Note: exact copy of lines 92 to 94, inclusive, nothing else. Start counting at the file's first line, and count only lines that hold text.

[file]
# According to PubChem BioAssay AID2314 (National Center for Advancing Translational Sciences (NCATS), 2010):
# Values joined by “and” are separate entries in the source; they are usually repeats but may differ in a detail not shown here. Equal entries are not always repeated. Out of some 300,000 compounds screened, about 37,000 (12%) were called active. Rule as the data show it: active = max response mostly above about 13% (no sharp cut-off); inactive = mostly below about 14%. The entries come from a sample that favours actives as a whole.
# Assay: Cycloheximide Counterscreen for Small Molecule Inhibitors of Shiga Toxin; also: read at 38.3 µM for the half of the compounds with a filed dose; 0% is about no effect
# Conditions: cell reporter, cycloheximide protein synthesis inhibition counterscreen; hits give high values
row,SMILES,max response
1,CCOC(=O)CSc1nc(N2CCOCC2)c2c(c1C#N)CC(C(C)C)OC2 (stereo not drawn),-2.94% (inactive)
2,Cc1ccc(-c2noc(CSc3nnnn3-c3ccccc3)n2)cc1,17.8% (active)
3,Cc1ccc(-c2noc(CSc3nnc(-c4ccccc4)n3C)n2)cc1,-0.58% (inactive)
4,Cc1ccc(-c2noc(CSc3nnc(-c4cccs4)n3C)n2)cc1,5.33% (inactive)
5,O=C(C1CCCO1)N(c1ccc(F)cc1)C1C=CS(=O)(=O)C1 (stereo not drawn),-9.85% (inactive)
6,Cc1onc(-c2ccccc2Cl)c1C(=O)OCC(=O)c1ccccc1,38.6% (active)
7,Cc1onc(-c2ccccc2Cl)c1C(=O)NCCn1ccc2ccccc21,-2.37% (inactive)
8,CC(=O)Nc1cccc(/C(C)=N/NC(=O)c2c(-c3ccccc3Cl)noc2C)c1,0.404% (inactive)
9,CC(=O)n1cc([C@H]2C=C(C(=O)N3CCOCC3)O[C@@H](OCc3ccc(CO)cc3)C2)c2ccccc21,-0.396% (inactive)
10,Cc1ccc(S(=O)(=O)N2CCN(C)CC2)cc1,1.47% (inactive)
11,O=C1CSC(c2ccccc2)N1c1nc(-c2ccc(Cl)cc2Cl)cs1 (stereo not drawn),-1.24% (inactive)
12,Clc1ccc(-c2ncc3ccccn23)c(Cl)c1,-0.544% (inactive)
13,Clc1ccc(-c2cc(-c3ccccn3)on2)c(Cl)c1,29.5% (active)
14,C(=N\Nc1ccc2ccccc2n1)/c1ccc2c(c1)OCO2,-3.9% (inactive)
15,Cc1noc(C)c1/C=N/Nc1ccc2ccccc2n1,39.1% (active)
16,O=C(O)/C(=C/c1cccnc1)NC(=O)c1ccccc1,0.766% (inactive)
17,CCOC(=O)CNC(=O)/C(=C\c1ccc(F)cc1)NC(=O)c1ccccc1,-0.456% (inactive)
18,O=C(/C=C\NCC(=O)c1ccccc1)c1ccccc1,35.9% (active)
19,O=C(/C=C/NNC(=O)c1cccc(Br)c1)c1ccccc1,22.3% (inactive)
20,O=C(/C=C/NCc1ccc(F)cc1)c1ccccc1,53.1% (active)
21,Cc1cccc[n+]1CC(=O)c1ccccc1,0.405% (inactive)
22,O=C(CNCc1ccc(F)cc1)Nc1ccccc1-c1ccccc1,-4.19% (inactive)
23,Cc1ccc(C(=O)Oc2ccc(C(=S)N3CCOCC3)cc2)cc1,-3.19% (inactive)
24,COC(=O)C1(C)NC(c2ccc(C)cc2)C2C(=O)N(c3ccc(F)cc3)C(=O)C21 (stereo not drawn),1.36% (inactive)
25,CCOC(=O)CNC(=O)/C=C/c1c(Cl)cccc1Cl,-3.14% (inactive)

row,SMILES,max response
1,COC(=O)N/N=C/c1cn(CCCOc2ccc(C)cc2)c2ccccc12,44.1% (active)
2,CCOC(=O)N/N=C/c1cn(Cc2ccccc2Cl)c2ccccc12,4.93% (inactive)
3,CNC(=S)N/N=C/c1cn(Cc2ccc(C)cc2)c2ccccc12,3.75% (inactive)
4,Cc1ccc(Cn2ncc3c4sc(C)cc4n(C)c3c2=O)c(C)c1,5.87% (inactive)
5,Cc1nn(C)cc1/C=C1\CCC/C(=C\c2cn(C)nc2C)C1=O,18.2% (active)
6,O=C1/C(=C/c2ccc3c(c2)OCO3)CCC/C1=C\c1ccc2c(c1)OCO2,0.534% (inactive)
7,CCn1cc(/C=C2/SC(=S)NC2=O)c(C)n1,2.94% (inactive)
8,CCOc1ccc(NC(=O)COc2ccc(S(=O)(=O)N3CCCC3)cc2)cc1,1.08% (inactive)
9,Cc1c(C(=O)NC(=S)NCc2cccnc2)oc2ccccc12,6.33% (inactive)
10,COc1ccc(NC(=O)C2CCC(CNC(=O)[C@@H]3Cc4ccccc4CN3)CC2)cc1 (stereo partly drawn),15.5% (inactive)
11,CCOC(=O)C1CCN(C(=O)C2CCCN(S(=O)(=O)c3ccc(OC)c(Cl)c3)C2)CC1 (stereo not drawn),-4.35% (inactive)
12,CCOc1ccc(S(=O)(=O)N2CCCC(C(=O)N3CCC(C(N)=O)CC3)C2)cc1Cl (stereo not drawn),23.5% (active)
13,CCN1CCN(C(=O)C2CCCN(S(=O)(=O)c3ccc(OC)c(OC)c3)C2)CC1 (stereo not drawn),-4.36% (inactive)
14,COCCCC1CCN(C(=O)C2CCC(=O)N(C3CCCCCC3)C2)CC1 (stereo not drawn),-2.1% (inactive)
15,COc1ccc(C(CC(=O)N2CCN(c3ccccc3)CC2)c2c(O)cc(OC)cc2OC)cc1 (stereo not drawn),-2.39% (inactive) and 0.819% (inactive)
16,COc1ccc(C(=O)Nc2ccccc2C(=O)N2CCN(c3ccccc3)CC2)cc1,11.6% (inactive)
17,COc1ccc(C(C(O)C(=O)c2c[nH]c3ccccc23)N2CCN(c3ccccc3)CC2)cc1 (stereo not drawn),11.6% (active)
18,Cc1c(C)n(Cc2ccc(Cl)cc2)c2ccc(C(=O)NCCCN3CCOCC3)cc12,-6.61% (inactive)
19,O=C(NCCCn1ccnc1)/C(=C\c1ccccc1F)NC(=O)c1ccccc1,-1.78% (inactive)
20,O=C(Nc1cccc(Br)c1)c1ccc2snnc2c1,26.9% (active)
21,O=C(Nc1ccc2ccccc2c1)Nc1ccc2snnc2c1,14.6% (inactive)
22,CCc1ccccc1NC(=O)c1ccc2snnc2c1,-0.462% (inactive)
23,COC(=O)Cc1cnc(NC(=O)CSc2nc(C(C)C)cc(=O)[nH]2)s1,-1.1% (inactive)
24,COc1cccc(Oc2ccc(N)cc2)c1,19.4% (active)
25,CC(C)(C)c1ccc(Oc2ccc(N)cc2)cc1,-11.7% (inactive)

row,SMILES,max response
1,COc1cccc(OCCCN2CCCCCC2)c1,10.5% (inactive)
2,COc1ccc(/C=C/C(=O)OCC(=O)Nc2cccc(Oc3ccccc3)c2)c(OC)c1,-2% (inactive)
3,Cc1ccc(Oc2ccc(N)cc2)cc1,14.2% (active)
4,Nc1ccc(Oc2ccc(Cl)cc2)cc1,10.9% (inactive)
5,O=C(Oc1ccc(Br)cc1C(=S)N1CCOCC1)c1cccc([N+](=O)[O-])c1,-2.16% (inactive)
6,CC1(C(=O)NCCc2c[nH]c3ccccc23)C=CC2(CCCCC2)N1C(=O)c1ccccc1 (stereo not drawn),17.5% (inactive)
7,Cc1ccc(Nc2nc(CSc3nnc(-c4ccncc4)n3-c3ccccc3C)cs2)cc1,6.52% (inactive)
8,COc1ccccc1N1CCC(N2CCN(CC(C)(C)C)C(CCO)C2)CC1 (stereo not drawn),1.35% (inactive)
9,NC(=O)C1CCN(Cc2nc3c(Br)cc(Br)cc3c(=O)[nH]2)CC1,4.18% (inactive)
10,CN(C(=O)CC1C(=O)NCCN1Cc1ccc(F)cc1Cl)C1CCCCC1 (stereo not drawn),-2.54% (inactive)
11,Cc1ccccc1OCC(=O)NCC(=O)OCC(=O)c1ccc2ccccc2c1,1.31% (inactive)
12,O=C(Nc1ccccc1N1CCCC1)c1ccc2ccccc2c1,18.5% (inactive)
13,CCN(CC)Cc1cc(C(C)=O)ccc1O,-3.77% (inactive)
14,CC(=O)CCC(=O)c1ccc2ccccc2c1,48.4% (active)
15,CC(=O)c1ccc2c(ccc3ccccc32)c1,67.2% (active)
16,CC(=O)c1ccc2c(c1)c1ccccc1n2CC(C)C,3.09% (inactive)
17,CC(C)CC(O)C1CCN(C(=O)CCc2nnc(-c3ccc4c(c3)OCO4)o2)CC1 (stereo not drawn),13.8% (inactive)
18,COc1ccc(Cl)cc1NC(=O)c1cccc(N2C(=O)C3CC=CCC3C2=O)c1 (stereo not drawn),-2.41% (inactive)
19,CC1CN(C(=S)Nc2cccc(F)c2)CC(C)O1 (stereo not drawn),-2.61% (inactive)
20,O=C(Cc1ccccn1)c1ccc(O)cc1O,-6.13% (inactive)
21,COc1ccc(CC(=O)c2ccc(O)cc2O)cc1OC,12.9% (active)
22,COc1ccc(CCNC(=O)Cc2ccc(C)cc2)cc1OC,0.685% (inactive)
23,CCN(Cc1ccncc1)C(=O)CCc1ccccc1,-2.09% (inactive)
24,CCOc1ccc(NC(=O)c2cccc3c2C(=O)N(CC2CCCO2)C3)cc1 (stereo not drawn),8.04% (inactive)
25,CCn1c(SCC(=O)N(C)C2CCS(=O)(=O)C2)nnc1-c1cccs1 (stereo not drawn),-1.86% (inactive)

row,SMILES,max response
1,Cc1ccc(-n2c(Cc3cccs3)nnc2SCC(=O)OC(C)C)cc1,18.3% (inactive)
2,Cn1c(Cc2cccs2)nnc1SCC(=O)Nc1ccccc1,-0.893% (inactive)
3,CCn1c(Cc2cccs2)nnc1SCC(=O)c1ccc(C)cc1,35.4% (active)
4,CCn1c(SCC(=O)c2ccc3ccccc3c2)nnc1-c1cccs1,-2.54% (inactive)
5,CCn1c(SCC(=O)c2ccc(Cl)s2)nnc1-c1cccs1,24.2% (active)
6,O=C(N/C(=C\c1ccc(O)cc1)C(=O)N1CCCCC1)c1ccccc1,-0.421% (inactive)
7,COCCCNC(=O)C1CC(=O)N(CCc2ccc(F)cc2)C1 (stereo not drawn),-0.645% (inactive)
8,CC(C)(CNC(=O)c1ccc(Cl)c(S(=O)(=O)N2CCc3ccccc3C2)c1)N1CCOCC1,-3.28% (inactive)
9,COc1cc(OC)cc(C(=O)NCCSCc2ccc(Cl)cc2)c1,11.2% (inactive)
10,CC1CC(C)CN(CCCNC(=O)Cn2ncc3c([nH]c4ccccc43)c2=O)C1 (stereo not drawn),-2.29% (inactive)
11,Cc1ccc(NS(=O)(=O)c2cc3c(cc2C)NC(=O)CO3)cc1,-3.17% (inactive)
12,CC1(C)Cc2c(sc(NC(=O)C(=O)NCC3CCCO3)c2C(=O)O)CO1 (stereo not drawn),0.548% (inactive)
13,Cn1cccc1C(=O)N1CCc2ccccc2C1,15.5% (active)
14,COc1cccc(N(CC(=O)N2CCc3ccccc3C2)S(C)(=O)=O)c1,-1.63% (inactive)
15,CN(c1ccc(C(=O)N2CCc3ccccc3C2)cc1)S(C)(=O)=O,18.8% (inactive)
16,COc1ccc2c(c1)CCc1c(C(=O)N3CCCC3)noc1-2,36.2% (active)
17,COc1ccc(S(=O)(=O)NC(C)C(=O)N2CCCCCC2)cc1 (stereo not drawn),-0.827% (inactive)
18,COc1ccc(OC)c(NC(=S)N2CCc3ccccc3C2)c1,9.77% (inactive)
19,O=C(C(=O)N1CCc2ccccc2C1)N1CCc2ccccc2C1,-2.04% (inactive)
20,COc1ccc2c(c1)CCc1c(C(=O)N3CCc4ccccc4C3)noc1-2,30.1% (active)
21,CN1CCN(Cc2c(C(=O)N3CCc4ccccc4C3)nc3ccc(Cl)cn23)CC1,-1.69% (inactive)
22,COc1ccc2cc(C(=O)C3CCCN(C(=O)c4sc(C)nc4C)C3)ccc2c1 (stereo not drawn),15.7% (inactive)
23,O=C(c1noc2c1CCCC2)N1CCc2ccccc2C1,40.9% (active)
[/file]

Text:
9,COc1cc(OC)cc(C(=O)NCCSCc2ccc(Cl)cc2)c1,11.2% (inactive)
10,CC1CC(C)CN(CCCNC(=O)Cn2ncc3c([nH]c4ccccc43)c2=O)C1 (stereo not drawn),-2.29% (inactive)
11,Cc1ccc(NS(=O)(=O)c2cc3c(cc2C)NC(=O)CO3)cc1,-3.17% (inactive)